On Tuesday, September 17, 2013 12:40:27 PM UTC-4, freqflyer07281972 wrote:
>
> Thanks Craig, you've articulated quite well a number of difficulties in 
> approaching the hard problem, IMHO. I was reading this article in the SEP 
> and thought of your approach:
> http://plato.stanford.edu/entries/nishida-kitaro/
>

Thanks, cool
 

>
> Look especially under his glossing of the idea of 'pure experience.' It 
> reminds me of your MR/PIP and seems quite congenial to it. 
>
> Whaddaya think? 
>

Yes, I agree his 'pure experience' matches my 'sense' in a lot of the 
important ways. I use the opposite assumption about it being 'MU' or 
'nothing'. It is tempting to conceive of the limitation of our local 
experience and propose 'nothing' beyond it, but I think that it works much 
better when we invert it and suppose that beyond local experience is 
'everythingness' and 'eternity'.

I particularly recognize "Pure experience launches the dynamic process of 
reality that differentiates into subjective and objective phenomena on 
their way to a higher unity, and the recapture of our unitary foundation is 
what Nishida means by the Good."

This is the same as my model, although I would say that the differentiation 
first diverges from pure experience to subjective qualia, where objective 
qualia emerge from the public intersubjectivity (quanta). His concept of 
higher unity is "Good" while mine would see good as only a particular 
measure of subjective 'likeness' and the actual higher unity I see as 
"Significance"...the reconciliation of diffracted sense as it is separated 
from the entropy of scaled distance and time.

Thanks,
Craig


> On Monday, September 16, 2013 1:35:27 PM UTC-4, Craig Weinberg wrote:
>>
>> The Hard Problem of consciousness asks why there is a gap between our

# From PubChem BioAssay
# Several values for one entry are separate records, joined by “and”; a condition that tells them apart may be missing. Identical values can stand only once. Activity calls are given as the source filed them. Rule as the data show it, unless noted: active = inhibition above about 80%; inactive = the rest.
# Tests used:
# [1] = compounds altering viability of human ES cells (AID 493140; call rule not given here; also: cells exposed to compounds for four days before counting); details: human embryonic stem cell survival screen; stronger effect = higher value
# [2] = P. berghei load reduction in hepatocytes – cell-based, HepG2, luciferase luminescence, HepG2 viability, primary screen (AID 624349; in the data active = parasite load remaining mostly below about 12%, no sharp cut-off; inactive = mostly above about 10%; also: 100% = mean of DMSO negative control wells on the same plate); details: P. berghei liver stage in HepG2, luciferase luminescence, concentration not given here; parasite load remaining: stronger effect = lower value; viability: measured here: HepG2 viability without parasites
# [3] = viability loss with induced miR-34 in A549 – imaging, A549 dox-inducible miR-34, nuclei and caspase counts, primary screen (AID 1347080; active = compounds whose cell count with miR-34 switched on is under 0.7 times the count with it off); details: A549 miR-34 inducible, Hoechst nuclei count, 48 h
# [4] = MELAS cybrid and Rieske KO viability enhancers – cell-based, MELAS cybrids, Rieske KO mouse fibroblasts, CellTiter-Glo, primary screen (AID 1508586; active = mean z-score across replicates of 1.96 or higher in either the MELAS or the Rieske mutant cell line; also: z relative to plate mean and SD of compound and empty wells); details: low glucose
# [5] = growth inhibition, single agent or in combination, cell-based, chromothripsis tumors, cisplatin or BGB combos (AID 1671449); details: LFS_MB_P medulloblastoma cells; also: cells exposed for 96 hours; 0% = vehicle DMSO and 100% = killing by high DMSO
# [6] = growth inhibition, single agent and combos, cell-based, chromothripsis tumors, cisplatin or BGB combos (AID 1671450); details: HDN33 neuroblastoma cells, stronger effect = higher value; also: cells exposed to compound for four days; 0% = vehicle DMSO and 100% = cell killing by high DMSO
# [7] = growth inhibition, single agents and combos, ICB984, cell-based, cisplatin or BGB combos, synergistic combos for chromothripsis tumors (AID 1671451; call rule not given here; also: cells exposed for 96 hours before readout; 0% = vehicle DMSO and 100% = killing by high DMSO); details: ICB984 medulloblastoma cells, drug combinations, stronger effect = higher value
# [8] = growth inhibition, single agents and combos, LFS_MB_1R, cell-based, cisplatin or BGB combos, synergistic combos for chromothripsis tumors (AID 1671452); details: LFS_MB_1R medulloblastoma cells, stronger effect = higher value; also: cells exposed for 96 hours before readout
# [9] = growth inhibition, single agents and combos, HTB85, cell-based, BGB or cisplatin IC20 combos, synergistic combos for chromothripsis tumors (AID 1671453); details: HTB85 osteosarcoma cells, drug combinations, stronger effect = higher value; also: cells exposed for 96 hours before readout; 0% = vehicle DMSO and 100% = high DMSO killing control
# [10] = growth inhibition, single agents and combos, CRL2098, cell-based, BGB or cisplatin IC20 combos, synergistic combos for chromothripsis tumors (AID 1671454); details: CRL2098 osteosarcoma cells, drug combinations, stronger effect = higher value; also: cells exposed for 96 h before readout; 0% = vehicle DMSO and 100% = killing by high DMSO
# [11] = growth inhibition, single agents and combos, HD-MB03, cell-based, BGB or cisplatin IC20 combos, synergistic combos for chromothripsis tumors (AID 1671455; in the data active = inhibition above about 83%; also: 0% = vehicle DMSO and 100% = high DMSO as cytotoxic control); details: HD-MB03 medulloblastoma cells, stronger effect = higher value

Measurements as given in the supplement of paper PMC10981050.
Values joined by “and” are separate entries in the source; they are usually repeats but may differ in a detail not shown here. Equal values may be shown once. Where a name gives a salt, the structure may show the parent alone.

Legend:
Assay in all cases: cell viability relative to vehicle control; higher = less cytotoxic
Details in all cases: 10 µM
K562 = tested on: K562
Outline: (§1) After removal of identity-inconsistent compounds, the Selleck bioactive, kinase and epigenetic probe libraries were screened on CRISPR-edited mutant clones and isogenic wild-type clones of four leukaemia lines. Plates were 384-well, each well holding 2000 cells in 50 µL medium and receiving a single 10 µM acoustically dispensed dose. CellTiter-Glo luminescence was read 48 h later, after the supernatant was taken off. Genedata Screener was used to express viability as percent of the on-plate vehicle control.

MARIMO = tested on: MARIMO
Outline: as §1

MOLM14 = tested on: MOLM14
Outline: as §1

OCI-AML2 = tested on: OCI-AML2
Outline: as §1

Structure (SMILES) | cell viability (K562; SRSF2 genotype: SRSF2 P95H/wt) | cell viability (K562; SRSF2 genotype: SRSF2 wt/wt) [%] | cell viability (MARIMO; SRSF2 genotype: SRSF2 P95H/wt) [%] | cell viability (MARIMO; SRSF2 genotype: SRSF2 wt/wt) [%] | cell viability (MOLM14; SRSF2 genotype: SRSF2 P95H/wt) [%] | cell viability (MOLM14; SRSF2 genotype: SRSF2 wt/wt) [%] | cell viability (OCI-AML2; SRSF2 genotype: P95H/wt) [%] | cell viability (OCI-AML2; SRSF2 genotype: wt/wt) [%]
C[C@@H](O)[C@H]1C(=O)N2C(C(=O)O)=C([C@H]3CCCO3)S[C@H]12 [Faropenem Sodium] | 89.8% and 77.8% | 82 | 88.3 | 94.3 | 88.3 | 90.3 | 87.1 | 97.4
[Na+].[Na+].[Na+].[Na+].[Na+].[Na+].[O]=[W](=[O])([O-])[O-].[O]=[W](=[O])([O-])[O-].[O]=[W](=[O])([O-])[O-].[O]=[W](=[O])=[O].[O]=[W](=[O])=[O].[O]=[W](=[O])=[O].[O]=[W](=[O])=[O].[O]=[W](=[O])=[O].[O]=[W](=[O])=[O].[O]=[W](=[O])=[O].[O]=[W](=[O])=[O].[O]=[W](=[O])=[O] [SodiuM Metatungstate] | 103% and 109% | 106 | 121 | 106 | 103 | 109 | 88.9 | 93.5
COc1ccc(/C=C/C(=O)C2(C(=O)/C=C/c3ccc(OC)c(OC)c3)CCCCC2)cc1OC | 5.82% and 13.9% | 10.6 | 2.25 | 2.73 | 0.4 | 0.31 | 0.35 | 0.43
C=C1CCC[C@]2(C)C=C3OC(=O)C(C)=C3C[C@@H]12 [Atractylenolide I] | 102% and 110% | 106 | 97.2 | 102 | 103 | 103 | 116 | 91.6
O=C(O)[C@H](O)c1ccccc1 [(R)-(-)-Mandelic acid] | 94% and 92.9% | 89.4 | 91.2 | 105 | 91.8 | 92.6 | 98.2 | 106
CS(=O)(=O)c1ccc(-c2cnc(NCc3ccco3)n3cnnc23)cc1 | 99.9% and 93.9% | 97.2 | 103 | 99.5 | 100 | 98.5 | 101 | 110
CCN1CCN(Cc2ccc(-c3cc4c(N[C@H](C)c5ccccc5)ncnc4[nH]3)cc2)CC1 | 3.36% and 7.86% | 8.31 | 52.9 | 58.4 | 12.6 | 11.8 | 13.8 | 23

>> explanation of matter, or biology, or neurology, and our experience in the 
>> first place. What is it there which even suggests to us that there should 
>> be a gap, and why should there be a such thing as experience to stand apart 
>> from the functions of that which we can explain.
>>
>> *Materialism only miniaturizes the gap* and relies on a machina ex deus 
>> (intentionally reversed deus ex machina) of ‘complexity’ to save the day. 
>> An interesting question would be, why does dualism seem to be easier to 
>> overlook when we are imagining the body of a neuron, or a collection of 
>> molecules? I submit that it is because miniaturization and complexity 
>> challenge the limitations of our cognitive ability, we find it easy to 
>> conflate that sort of quantitative incomprehensibility with the other 
>> incomprehensibility being considered, namely aesthetic* awareness. What 
>> consciousness does with phenomena which pertain to a distantly scaled 
>> perceptual frame is to under-signify it. It becomes less important, less 
>> real, less worthy of attention.
>>
>> *Idealism only fictionalizes the gap*. I argue that idealism makes more 
>> sense on its face than materialism for addressing the Hard Problem, since 
>> material would have no plausible excuse for becoming aware or being 
>> entitled to access an unacknowledged a priori possibility of awareness. 
>> Idealism however, fails at commanding the respect of a sophisticated